Automatic Weather Stations
An automatic weather station usually consists of a number of outdoor weather sensors which communicate with a display unit indoors, which can in turn often be linked into a PC to store and display data. The link between the instruments outdoors and the display inside can be wireless, although the range will be 100m at best.
A weather station for your school – guidance for setting up a school weather station: Why you need one; what to buy; where to put it; what to do with the data.
What can I use my school weather station for?
Some specific lesson ideas:
KS3/4/5 geography: Use WOW data to track a cold front across the UK and work out its speed.
KS2/3 science: Use automatic weather station data together with the Met Office resources to study the difference between day and night and to look at the seasons .
KS2 geography/ science: An adapted London Grid for Learning resource using Automatic Weather Station data to record and interpret the weather.
KS3 geography: An adapted London Grid for Learning resource using Automatic Weather Station data to look at links between weather variables, and to look at London’s Urban Heat Island.
KS3/4/5 geography: An excellent GA resource investigating weather conditions needed for the various Olympic sporting events using weather station or WOW data.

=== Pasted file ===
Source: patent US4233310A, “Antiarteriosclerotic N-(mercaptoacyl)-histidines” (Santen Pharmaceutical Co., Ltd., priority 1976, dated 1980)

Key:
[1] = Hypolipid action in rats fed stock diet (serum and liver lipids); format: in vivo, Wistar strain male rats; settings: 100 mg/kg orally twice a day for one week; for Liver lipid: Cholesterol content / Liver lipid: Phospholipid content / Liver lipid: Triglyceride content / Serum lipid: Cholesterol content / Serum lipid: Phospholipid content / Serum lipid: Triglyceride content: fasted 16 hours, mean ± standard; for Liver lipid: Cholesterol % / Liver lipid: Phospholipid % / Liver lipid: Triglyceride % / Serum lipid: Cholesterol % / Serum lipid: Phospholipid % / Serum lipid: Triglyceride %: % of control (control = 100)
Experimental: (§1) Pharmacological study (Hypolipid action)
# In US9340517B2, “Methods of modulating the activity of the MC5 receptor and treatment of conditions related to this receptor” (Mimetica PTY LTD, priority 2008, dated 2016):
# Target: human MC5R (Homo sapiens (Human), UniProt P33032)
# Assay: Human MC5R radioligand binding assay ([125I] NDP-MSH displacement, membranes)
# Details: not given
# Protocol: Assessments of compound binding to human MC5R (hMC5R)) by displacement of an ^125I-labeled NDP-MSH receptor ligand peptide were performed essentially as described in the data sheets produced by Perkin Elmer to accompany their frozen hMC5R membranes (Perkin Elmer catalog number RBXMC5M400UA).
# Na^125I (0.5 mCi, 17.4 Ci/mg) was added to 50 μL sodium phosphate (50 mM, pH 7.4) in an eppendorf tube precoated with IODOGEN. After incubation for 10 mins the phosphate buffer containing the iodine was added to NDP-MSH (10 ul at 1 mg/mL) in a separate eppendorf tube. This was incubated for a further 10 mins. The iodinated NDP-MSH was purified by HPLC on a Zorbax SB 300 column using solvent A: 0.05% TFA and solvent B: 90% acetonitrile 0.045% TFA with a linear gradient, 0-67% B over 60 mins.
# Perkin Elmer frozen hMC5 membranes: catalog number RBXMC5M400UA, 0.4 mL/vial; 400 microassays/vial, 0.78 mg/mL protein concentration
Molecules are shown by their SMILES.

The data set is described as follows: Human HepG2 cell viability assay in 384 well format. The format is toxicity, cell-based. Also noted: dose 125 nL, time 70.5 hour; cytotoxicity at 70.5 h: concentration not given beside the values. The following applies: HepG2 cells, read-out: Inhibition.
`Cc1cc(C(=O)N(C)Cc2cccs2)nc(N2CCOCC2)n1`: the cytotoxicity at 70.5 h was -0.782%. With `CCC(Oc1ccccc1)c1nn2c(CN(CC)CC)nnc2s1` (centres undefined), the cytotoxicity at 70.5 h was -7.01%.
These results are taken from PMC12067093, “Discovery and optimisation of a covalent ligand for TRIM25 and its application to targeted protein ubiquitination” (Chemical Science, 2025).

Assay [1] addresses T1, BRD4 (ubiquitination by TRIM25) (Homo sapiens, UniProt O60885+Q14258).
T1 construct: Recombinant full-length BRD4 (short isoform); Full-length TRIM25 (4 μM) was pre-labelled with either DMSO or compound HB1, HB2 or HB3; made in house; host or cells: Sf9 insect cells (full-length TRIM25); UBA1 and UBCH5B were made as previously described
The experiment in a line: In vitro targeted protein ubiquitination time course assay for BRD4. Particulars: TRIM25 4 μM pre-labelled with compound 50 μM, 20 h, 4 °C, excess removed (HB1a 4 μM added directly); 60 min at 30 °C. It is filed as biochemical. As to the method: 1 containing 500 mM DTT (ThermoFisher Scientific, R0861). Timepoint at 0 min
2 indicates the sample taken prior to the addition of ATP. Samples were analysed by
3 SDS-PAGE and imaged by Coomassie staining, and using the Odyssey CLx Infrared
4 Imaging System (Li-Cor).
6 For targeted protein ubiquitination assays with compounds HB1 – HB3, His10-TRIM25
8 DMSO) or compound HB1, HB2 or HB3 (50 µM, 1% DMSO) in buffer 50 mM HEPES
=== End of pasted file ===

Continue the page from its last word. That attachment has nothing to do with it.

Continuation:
KS3/4/5 geography: a simple and effective lesson plan which uses WOW data to identify Urban Heat Islands. The supporting PowerPoint presentations can be found here
KS3/ 5 geography or maths: Use automatic weather station data to see whether there is a relationship between air pressure and rainfall amount. Does most of our rainfall in the UK occur when the pressure is low?
KS4 geography: An adapted London Grid for Learning resource using Automatic Weather Station data to look at air masses and depressions.
KS 4/5 geography, science or maths: Does it rain more at weekends? An experiment trialled at Manchester Science Festival
KS3/ 4 science or geography: fieldwork ideas for teachers and students Red sky.pdf with an introductory concept cartoon from the ASE.(The full workbook may be purchased at http://www.amazon.co.uk/Edexcel-Level-Projects-Student-Extended/dp/1846903645)
KS3/ 5 geography: look at the current wind speed and direction (you could also use WOW data for this). How do they relate to the orientation and spacing of the isobars on the current analysis chart? This could be used in conjunction with the introduction to weather maps.
What are other schools using their weather stations for?
Have a look at the websites of
Pitsford Hall school weather station
Reigate Grammar School
Maiden Erlegh School
South east grid for learning together with curriculum links
Yorkshire & Humber grid for learning together with curriculum links
Why have an automatic weather station?
There are many advantages to an automatic weather station. Weather observations can be made more quickly and conveniently. The sensors can be placed well out of the way and reduce the chances of vandalism – and (in the case of wind measurements, for example) in a better exposed location than would be possible with manual instruments. With a PC link, the data can be used for all sorts of projects, from simple averaging ones to looking at correlations between different measurements such as wind direction and temperature. The main disadvantage of an automatic weather station is that it removes the observer from the real elements being measured, and so the experience of what -5ºC temperatures or 30 knot winds feel like, is lost.